Family Law Blog

Smacking - Punishment or punishable?

Posted by Karina Ralston on 31 Mar 2016

A Supreme Court move has reignited the debate as to whether parents should be able to physically discipline their children, after the Court quashed a decision convicting an Air Force pilot of aggravated assault for smacking his 12 year old son.

Many Baby Boomers and Generation X will remember receiving a smack on the behind or a clip across the ear in the event they misbehaved. However with many parents electing to use alternate methods of discipline such as the ‘naughty corner’ or the suspension of privileges such as television and mobile phones, most children of modern day parents haven’t experienced this form of punishment.

One reason that parents may choose to utilise alternate forms of discipline is that given the increasing awareness and attention on the issue of family and domestic violence, in some instances a parent who physically disciplines their child risks being charged with assault.  

The Crimes Act (NSW) provides for a defence of lawful correction, stating that where a person has been charged with applying physical force to a child (such as assault), the charge can be defended if the force was applied for the purpose of punishing the child but only if:

  • The physical force was applied by a parent (in the case of separated parents, this means the person/s with parental responsibility for the child) or a person acting for a parent (this can include a step-parent, de facto partner of the parent, a relative of the parent, or a person  who has been entrusted with the care and management of the child by the parent - provided that person has been authorised by the parent to use physical force to punish the child) and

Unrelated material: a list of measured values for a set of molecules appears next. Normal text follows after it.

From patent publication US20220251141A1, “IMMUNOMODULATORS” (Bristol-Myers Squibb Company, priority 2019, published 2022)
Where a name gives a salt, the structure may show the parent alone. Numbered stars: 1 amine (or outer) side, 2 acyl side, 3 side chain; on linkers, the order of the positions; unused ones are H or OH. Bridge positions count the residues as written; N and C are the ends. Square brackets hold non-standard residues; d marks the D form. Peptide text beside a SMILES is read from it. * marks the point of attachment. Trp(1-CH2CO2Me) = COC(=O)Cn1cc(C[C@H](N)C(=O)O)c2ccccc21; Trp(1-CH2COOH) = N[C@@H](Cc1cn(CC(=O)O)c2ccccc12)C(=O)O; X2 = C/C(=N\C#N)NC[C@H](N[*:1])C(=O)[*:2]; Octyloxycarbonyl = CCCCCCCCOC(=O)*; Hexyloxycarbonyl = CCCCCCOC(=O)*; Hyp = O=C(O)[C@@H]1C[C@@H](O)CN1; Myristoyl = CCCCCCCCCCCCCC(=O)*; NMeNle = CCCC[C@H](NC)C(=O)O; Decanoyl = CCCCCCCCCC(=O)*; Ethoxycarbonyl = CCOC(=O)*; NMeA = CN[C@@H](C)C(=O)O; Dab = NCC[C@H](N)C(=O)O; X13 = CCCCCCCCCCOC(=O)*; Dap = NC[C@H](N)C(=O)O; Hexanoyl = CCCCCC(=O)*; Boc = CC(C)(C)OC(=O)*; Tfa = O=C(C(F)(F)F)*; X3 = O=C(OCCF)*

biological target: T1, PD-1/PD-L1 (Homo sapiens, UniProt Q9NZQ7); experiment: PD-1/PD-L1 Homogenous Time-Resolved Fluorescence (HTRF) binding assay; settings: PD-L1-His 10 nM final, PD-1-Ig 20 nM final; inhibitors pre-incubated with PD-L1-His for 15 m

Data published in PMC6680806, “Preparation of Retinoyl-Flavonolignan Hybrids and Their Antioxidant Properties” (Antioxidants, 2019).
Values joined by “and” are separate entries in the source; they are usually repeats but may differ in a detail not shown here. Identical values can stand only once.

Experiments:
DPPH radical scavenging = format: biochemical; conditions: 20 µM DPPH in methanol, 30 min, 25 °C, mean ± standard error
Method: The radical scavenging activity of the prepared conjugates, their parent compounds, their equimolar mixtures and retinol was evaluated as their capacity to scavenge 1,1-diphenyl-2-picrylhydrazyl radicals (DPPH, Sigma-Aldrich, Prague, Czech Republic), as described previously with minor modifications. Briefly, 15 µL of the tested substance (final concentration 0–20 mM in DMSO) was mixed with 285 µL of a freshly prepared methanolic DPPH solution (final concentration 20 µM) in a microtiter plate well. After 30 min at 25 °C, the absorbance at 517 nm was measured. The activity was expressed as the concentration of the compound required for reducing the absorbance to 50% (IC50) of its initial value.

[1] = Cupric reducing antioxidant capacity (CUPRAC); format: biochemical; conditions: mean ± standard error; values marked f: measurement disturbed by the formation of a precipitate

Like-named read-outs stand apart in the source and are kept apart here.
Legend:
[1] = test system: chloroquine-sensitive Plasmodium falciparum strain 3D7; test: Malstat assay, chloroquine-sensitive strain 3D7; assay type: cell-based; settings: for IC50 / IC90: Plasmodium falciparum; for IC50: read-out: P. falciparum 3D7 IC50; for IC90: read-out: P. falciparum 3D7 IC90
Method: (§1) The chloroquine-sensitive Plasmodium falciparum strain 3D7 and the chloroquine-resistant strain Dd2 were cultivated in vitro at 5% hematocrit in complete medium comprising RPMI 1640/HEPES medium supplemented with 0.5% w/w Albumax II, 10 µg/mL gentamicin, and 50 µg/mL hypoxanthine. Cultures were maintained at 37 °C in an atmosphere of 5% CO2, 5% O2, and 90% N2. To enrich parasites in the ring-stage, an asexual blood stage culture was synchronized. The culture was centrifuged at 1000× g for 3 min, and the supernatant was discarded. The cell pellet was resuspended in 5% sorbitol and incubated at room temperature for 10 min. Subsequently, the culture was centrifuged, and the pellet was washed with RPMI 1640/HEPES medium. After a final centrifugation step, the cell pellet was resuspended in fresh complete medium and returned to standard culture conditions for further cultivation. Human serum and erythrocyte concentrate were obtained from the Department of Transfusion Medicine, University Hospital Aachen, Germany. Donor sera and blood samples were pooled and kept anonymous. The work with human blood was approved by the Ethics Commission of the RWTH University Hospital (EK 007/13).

• The force was reasonable in regard to factors including the age, health and maturity of the child, and the nature of the misbehaviour.

The law is clear to say that force is considered unreasonable if it is applied to any part of the head or neck, or any other part of the body in such a way that it is likely to cause harm to the child for more than a short period.

Allegations by parents in family law proceedings that one parent has physically disciplined the child/ren is not uncommon and it is important to note that, despite the position  adopted by state law, the Family Court and Federal Circuit Court of Australia regularly inform parties that no form of physical discipline is tolerated. It’s not uncommon for the Court to make Orders restraining parties from physically disciplining children and the use of physical discipline by parties will be considered by the Court (as one of many factors) when determining parenting arrangements.